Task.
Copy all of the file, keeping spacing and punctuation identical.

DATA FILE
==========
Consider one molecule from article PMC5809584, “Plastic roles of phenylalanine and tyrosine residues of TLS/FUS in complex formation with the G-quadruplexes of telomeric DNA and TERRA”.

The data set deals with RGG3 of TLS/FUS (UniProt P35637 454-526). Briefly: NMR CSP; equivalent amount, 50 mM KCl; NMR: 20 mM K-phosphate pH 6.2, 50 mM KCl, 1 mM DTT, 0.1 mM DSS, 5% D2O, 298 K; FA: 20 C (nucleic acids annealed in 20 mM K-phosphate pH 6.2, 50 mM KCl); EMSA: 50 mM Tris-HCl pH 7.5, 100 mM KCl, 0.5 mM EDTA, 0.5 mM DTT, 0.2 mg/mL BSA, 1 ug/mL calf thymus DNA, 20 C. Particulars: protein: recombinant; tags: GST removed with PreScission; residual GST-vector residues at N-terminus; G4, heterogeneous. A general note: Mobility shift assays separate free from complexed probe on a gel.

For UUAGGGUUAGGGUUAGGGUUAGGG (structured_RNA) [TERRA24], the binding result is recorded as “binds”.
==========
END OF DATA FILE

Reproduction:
Consider one molecule from article PMC5809584, “Plastic roles of phenylalanine and tyrosine residues of TLS/FUS in complex formation with the G-quadruplexes of telomeric DNA and TERRA”.

The data set deals with RGG3 of TLS/FUS (UniProt P35637 454-526). Briefly: NMR CSP; equivalent amount, 50 mM KCl; NMR: 20 mM K-phosphate pH 6.2, 50 mM KCl, 1 mM DTT, 0.1 mM DSS, 5% D2O, 298 K; FA: 20 C (nucleic acids annealed in 20 mM K-phosphate pH 6.2, 50 mM KCl); EMSA: 50 mM Tris-HCl pH 7.5, 100 mM KCl, 0.5 mM EDTA, 0.5 mM DTT, 0.2 mg/mL BSA, 1 ug/mL calf thymus DNA, 20 C. Particulars: protein: recombinant; tags: GST removed with PreScission; residual GST-vector residues at N-terminus; G4, heterogeneous. A general note: Mobility shift assays separate free from complexed probe on a gel.

For UUAGGGUUAGGGUUAGGGUUAGGG (structured_RNA) [TERRA24], the binding result is recorded as “binds”.